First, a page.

Question Description

Part A:

  • Summarize the presenting problem of the virtual client and create a hypothesis.
  • Select a personality test from the Mental Measurements Yearbook. (Note: You are to select a test that is not listed in this week’s Learning Resources.)
  • Evaluate and explain why this test is most appropriate for assessing the client’s personality and justify your selection.

Part B:

  • Evaluate the Mock Assessment Results provided below.
  • Explain whether the evaluation results support or invalidate your hypothesis of the presenting problem.
  • Justify your response.
  • Briefly describe which additional psychological tests or assessment methods you might consider for your client.
  • Explain two ways that you might integrate the evaluation results into client treatment planning and why.

Resources:

  • Gregory, R. (2013). Psychological testing: History, principles, and applications (7th ed.). Boston, MA: Allyn & Bacon.
    • Chapter 8: “Origins of Personality Testing”
    • Chapter 9: ”Assessment of Normality and Human Strengths”
  • Article: Hill, J. S., Pace, T. M., & Robbins, R. R. (2010). Decolonizing personality assessment and honoring indigenous voices: A critical examination of the MMPI-2. Cultural Diversity and Ethnic Minority Psychology, 16(1), 16–25.
    Retrieved from the Walden Library using the PsycARTICLESdatabase.
  • Article: Butcher, J. N. (2010). Personality assessment from the nineteenth to the early twenty-first century: Past achievements and contemporary challenges. Annual Review of Clinical Psychology, 6, 1–20.
    Retrieved from the Walden Library using the Annual Reviews database.
  • Article: Cummings, J. A. (2010). Review of ‘evidence-based practice of cognitive-behavioral therapy’. British Journal of Psychology, 101(4), 824–826.
    Retrieved from the Walden Library using the PsycINFO database.

Mental Measurements Yearbook

  • Test: Schuerger, J. (2001). 16PF adolescent personality questionnaire.
    Retrieved from the Walden Library using the Mental Measurements Yearbook database.
  • Test: McGhee, R. L., Ehrler, D. J., & Buckhalt, J. (2007). Five-factor personality inventory-children.
    Retrieved from the Walden Library using the Mental Measurements Yearbook database.

Media

  • Interactive Media: Laureate Education, Inc. (Executive Producer). (2011). Virtual client. Baltimore, MD: Author.
    Transcript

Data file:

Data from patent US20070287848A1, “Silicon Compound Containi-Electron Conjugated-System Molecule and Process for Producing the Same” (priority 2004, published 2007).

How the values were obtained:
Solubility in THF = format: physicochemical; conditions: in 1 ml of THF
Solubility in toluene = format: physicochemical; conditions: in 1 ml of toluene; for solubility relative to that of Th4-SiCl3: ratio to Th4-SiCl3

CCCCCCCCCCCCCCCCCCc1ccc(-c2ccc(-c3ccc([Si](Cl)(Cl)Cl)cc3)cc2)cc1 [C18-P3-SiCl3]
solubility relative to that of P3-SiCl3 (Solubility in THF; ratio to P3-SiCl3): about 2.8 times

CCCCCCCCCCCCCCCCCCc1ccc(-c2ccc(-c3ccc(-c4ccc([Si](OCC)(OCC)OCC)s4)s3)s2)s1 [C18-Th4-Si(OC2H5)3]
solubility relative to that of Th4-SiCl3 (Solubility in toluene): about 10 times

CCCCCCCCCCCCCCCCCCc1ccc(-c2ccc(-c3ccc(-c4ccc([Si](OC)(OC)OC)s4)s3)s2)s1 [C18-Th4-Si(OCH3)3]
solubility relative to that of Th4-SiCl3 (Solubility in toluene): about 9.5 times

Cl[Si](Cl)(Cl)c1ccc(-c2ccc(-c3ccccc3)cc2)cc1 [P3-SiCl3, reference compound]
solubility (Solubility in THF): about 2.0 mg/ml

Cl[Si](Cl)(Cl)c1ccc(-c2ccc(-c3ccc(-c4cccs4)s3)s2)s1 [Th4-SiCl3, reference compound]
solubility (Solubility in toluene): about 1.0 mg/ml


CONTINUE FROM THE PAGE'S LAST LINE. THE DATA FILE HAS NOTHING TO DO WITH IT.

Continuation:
Optional Resources

  • Article: Bornstein, R. F. (2010). Psychoanalytic theory as a unifying framework for 21st century personality assessment. Psychoanalytic Psychology, 27(2), 133–152.
    Retrieved from the Walden Library using the PsycARTICLES database.
  • Article: Mullen, K. L., & Edens, J. F. (2008). A case law survey of the Personality Assessment Inventory: Examining its role in civil and criminal trials. Journal of Personality Assessment, 90(3), 300–303.
    Retrieved from the Walden Library using the Business Source Complete database.
  • Article: Crespi, T. D., & Politikos, N. N. (2008). Personality assessment with adolescents: Challenges and guidelines. Adolescence, 43(171), 593–606.
    Retrieved from the Walden Library using the CINAHL Plus with Full Text database.
  • Article: Braxton, L. E., Calhoun, P. S., Williams, J. E., & Boggs, C. D. (2007). Validity rates of the personality assessment inventory and the Minnesota Multiphasic Personality Inventory-2 in a VA medical center setting. Journal of Personality Assessment, 88(1), 5–15.
    Retrieved from the Walden Library using the Business Source Complete database.

Client List:

Sean Brody

Age – 8

Race – White

Gender – Male

Ethnicity – Jewish

Veteran Status – None

Immigrant Status – American citizen

Language – English, American Sign Language

Sensory Impairment – Hearing Impaired

Motor Impairment – None

Medical Conditions – High lead levels

Presenting Problem – Behavioral and academic problems in school

Poor peer relationships

Aggression

Affective Symptoms – Irritability

Behavioral Symptoms – School failure

Suspensions and expulsions due to aggression

Isolation from peers

Cognitive Symptoms – Poor concentration and attention in school

Family and Support Systems – Only child

Split custody

Results Intelligence Testing – Weakness in Gs and Gr

Strength in Gf

Results of NEO PI-R – High, open to experience

Low, conscientiousness

Lanie Rosado

Age – 22

Race – Hispanic

Gender – Female

Ethnicity – Puerto Rican

Veteran Status – Enduring Freedom veteran

Immigrant Status – American citizen

Language – English, Spanish

Sensory Impairment – None

Motor Impairment – Fine and gross

Medical Conditions – Severely injured dominant hand

Presenting Problem – Failing in college

Affective Symptoms – Mood swings

Behavioral Symptoms – Impulsivity

Unstable relationships

Cognitive Symptoms – Failing first semester of school

Family and Support Systems – Conflict with family and partner

Results Intelligence Testing – Weakness in Gs

Results of NEO PI-R – High, neuroticism

Low, extraversion

Emma Kinch

Age – 78

Race – Black

Gender – Female

Ethnicity – Bajan

Veteran Status – None

Immigrant Status – Bajan citizen

Language – English

Sensory Impairment – Blind

Motor Impairment – None

Medical Conditions – Hypothyroidism

Presenting Problem – Sad

Withdrawn

Irritable

Affective Symptoms – Depressed

Low energy

Behavioral Symptoms – Aggression

Cognitive Symptoms – Memory impairment

Family and Support Systems – Isolated